Wild Math Curriculum
This Math Curriculum has charmed us here at Little Wings. Of course there are many things to count indoors, but equally it is easy and natural to encorporate math into our every day lives outdoors on the Farm as well. How many eggs did we get today? How many chickens made it through the night? How many acorns can you place in the ten frame. Can we roll a giant dice and just know based on how the dots look how many are there? Now lets find that many mushrooms on our walk! We will be using games and activities from the Wild Math Kindergarten Curriculum at school and suggest you take a look at the Wild Math website to begin adding some of the suggested math games to your game night! Math is visual and manipulatives from nature are so easy to find. Counting foods or found natural objects offers a child a reason to gain number sense and early math skills like counting back, counting on, making 10, adding sets, or dividing a commodity equally among friends.
Science, Technology, Engineering, Art and Math
When it comes to science, technology, engineering, art and math, everyone is singing the praises of open ended play with loose parts and process art with many mediums. In Early Childhood, this notion that children will use and manipulate objects in their environment, sounds like a new idea. Hardly. The more you take away single use type toys and replace with open-ended objects, the better. Thus the more junk you leave on my property, the better. :-) Bring your old drainpipes, off cuts of wood, branches, tubing, broken hoses, cinder blocks, spools, buckets, pulleys, lumber. Open-ended materials, environments, and experiences encourage problem solving, cooperation, engineering and math concepts and are child directed. This type of play directly supports the NYS PreK Approaches to Learning domain where kids need to show curiosity, cooperation, problem solving, engagement, and persistence in trying something new. Art and mark making are also constantly offered and encouraged, though all of us don't have to make the same thing! Most of our crafts won't turn out the way we envision as adults, but the process of making them will be the reward.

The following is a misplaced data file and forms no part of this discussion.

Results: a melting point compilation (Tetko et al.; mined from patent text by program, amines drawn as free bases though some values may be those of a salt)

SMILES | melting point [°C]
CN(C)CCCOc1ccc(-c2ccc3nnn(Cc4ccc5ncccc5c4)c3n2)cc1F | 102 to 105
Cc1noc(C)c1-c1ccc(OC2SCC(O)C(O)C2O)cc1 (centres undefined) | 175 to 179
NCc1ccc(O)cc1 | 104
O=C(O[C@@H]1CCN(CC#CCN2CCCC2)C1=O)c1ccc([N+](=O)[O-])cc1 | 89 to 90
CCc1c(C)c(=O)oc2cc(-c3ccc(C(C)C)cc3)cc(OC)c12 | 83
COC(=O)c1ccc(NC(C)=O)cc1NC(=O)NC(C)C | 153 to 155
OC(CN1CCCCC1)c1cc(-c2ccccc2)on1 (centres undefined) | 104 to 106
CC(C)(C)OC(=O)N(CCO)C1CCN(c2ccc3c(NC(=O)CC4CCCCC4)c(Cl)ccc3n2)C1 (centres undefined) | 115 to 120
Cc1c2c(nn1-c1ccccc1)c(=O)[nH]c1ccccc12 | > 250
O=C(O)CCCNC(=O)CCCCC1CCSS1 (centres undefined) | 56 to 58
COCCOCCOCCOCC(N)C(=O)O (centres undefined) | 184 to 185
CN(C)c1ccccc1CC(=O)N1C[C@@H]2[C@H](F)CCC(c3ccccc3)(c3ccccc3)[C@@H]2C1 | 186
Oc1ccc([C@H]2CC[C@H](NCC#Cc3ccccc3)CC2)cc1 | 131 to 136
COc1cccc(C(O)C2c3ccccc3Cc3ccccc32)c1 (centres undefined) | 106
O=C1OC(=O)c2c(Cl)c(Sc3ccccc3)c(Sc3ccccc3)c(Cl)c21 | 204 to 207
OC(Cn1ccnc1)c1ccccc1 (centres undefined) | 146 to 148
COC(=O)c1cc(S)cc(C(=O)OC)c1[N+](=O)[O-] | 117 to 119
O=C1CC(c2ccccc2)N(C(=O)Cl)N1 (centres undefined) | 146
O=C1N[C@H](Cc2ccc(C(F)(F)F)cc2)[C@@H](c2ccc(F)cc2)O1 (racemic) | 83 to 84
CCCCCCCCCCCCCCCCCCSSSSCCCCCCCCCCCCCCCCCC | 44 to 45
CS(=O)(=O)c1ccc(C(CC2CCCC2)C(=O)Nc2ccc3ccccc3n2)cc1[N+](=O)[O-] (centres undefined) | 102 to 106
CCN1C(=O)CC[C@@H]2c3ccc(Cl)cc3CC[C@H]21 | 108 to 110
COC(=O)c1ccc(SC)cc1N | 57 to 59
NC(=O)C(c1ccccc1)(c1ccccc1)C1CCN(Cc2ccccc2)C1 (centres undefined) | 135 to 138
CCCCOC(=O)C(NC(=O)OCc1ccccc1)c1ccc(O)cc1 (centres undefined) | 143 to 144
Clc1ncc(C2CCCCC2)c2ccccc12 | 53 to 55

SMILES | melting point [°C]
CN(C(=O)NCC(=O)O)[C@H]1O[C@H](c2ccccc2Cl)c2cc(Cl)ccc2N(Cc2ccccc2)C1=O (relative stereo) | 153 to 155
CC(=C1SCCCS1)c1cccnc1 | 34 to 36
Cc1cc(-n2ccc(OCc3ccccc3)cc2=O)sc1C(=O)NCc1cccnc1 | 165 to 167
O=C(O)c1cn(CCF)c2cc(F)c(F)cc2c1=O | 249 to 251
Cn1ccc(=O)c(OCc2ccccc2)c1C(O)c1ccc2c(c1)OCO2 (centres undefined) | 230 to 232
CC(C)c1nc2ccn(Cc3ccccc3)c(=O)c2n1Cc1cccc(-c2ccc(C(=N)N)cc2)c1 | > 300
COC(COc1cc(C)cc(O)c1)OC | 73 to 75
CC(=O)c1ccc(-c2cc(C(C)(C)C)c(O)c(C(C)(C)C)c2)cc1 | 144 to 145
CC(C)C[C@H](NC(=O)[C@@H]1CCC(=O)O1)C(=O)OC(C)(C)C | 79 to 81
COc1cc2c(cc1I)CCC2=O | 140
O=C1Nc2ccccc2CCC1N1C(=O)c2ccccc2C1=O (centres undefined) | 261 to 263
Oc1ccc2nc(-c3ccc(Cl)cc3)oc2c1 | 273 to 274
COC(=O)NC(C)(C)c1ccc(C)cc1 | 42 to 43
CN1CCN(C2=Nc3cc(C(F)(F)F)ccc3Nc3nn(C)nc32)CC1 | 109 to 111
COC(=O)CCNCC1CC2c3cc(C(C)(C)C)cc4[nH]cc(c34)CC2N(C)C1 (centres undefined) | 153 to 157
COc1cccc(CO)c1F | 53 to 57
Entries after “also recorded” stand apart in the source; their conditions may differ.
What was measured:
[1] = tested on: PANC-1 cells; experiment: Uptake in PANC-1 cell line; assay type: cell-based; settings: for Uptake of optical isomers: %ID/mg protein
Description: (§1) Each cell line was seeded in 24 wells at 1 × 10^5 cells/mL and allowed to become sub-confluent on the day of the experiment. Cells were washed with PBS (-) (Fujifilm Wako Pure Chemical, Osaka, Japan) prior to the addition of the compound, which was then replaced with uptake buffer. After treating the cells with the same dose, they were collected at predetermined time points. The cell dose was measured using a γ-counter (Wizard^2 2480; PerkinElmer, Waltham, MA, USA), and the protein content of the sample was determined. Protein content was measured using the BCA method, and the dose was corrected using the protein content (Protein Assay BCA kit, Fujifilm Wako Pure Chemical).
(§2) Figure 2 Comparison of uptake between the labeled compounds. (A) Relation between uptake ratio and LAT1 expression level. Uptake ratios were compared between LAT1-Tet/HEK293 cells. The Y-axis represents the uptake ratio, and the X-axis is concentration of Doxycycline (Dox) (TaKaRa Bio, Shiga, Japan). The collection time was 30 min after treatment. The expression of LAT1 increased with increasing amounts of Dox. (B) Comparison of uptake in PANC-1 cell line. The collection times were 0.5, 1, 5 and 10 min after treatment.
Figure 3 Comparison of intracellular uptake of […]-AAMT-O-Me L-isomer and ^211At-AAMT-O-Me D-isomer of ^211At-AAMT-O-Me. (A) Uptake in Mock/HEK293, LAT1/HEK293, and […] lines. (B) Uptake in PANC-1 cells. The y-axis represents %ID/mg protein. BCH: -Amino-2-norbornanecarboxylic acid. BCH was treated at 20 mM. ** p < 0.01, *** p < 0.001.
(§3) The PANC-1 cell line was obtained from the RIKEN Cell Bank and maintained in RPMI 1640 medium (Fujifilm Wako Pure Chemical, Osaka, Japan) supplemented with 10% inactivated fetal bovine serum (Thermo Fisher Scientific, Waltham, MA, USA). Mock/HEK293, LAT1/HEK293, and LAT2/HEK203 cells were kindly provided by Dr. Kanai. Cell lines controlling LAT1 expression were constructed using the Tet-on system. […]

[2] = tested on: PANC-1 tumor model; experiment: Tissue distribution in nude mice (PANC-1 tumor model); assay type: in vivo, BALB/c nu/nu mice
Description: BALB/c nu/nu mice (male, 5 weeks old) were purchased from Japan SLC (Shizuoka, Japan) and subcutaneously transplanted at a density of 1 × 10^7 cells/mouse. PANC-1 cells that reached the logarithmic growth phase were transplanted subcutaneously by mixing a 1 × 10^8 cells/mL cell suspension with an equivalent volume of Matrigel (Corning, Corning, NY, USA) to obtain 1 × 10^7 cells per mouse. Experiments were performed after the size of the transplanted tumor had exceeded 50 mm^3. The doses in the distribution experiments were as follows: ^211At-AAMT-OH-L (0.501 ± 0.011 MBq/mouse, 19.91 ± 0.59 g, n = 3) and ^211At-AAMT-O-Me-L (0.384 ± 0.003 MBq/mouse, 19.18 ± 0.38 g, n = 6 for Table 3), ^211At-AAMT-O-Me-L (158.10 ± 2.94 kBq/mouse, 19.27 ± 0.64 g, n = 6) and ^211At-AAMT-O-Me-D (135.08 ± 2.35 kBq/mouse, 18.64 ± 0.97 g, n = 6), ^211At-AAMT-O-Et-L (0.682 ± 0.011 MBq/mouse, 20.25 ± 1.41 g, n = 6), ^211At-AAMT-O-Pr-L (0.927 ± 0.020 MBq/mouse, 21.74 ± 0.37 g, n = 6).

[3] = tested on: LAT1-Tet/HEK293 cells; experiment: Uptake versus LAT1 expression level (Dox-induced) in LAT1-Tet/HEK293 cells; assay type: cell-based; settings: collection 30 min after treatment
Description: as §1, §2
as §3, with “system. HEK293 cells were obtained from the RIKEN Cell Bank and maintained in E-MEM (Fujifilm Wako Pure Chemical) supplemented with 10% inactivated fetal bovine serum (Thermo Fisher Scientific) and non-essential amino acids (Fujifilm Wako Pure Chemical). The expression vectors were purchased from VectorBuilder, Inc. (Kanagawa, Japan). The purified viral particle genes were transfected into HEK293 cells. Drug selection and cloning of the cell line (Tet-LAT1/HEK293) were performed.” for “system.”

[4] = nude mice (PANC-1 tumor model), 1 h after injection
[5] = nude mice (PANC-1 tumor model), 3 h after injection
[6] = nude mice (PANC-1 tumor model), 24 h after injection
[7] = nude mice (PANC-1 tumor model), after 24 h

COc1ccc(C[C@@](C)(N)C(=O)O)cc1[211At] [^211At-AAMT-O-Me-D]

Aaren is a science nerd. Before deciding on being an English Literature major at Union College, she was there for a Biology degree and was in the Pre-Med Program. After college, her interest in Environmental Science, Biology and Botany fed her thirst instead of fine literature. There is always something growing, something living and something crawling and creeping when Mrs. Harris is around. She is not afraid of anything except venomous snakes and mountain lions and she will handle, inspect and explore every living thing she finds with children. There is no better feeling than seeing a froglet hop away after watching its metamorphosis from egg onward. Every year there will be caterpillars turning into Monarchs or Swallowtails, beetles, millipedes, pillbugs, spiders, worms, perhaps even a baby robin, tadpoles, baby chicks and hopefully soon, some lambs on this old farm. We will dissect owl pellets, have a visit from a Wildlife Rehabilitator or two, grow, discover and explore any living thing we can get our hands on. This is not for show- we are just as excited to find a nest of baby eggs. Using the Handbook of Nature Study by Anna Botsford Comstock helps guides our questions and leads us to research the questions we can't answer.